4. Demitri Knowles got a confidence boost.
The sophomore had eight catches for 99 yards and a touchdown and is practicing this week just like you’d expect someone who put up those kinds of numbers.
“Anytime a young player gets the ball in his hands the way that he did, it’s going to build some confidence,” Loeffler said.
“We count on him to make a lot of explosive plays,” Thomas said Tuesday. “We just need to have him play with a lot of confidence. … Because when he’s playing with confidence, he thinks he’s good and he knows he’s good, then he’s playing 100 miles an hour, and that’s what we’ve got to have, because he has that speed that nobody else has.”
5. Loeffler is very familiar with Marshall defensive coordinator Chuck Heater.
Both are Michigan men, Loeffler having played quarterback for the Wolverines from 1993-96 and Heater a standout running back from 1971-74 for Bo Schembechler. Loeffler called Heater a “dear friend.”
The two have known each other for a while and coached on the same staff at Florida in 2009-10 and Temple in 2011.
They squared off against one another in the 2008 Capital One Bowl, Loeffler as a quarterbacks coach for Lloyd Carr, who was coaching his final game, and Heater an assistant defensive coordinator for Urban Meyer. The Wolverines won a shootout that day, 41-35.
“We were healthy. That’s the thing,” Loeffler said. “That team was a loaded football team and went through tragic, tragic injuries to say the least that entire year. I think Chad Henne and Michael Hart only played a total of three games together their senior year.”
Loeffler described Heater’s defensive philosophy like this: “He is an aggressive defensive coordinator. He is a pressure-oriented guy. He’s playing some quarter, quarter half, but he’s not afraid to play in press man. It doesn’t matter who he’s playing against, he’s going to play press man. And he’s going to force you to make plays. He’s just like any defensive coordinator. He wants you to stop the run and force you to throw it.”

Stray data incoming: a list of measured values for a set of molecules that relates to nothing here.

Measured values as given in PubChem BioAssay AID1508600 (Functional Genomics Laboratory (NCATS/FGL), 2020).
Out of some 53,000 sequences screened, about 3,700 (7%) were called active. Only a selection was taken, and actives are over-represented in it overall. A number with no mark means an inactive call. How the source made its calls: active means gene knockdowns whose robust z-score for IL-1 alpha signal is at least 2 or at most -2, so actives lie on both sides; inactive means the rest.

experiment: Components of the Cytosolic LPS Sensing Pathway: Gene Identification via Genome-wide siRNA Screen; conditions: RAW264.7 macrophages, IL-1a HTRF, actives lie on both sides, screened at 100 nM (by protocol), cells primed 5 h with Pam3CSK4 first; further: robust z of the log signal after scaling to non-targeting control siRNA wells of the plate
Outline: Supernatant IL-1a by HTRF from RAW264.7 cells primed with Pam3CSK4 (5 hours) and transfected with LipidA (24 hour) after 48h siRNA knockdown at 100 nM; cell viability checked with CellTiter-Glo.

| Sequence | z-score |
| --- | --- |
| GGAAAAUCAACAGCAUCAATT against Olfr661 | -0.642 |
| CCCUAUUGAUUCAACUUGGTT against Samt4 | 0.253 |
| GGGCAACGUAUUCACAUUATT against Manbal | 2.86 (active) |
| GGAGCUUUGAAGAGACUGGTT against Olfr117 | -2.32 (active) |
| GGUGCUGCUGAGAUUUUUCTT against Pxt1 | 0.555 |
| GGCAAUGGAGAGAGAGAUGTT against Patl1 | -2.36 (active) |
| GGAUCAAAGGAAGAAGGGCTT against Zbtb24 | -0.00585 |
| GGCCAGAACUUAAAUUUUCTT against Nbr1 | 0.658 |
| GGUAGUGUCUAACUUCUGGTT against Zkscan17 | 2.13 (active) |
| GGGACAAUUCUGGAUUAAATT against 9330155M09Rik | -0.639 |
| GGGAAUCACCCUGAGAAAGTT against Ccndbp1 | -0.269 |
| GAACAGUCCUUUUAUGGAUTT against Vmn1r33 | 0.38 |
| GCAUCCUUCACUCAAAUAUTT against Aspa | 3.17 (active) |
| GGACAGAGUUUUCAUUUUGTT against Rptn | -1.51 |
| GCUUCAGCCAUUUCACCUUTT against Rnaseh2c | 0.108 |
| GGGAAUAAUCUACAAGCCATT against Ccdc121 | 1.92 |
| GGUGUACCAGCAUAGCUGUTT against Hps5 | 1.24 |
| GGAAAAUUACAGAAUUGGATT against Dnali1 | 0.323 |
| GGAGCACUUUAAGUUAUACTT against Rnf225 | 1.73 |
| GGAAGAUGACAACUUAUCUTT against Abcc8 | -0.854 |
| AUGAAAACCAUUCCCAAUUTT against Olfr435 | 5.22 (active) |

1. Marshall presents a slightly different challenge than East Carolina.
Whereas most of ECU’s pass plays were quick hitters, Foster said Marshall challenges you more vertically as well as horizontally.
But the big difference is on the ground. The Pirates did not run much. The Thundering Herd is running for 214 yards per game. Sophomore Steward Butler has run for 282 yards in three games, averaging 9.1 yards per carry.
“We’ve got to stop the run to make them one-dimensional,” Foster said, in what has become a similar refrain every week. “I think that’s critical to our success.”
2. Quarterback Rakeem Cato has grown as a passer since the last time the Hokies saw him.
As a freshman two years ago in Huntington, W.Va., Cato went 17-for-33 for 245 yards, a touchdown and a pick against the Hokies in a 30-10 loss. Tech rattled him, getting five sacks.
But he’s gotten better. Cato threw for 350.8 yards per game last year, tops in the nation, with 37 touchdowns to 11 interceptions. He’s thrown for 847 yards in three games so far this season, with seven touchdowns to two interceptions.